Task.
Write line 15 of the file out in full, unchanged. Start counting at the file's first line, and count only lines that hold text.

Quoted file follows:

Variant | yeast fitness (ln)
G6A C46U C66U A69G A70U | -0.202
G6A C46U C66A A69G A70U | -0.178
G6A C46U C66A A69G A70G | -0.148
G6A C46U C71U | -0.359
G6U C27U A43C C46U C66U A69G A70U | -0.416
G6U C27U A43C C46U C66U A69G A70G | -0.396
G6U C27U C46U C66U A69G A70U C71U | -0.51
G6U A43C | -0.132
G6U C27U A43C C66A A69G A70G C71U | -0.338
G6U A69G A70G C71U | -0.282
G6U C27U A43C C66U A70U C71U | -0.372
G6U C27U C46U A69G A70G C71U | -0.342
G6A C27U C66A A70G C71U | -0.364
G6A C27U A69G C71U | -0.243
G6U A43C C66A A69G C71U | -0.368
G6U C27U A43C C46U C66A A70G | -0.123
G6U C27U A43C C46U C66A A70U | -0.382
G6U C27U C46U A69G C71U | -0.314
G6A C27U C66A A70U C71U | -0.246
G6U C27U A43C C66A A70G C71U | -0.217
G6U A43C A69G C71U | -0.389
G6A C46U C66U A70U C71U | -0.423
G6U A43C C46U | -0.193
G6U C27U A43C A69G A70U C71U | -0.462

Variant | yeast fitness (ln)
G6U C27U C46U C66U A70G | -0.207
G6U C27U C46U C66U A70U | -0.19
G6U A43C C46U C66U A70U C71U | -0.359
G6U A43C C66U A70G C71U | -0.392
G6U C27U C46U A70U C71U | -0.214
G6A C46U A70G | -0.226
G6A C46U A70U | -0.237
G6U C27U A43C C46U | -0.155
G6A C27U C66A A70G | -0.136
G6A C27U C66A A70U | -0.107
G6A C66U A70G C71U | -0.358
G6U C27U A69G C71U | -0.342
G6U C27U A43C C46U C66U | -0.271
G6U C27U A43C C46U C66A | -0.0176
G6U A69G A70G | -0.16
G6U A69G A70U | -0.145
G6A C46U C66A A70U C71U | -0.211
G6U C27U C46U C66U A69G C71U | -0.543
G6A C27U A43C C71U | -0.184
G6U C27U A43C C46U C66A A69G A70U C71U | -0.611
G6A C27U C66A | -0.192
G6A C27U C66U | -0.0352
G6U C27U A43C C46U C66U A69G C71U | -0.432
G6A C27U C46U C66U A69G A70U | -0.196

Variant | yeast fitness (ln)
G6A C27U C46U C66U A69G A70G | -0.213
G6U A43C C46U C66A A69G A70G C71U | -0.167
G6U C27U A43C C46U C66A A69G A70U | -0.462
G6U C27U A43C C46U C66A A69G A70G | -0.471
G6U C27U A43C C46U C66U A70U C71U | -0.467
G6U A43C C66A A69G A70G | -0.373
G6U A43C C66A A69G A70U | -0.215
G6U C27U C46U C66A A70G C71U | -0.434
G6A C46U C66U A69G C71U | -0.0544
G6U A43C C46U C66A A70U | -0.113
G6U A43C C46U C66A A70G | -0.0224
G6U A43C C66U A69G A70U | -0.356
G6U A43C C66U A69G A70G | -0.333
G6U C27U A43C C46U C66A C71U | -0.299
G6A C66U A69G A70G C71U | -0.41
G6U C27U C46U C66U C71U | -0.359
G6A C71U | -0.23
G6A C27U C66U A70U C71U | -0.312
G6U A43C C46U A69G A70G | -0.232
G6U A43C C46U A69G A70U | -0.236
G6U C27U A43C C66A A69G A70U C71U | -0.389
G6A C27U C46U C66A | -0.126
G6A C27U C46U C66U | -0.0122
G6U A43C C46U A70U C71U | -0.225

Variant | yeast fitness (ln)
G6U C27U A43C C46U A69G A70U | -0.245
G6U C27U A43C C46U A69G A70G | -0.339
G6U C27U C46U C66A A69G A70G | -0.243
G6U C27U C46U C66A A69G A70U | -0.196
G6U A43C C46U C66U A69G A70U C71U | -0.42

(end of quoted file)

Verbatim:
G6A C27U A69G C71U | -0.243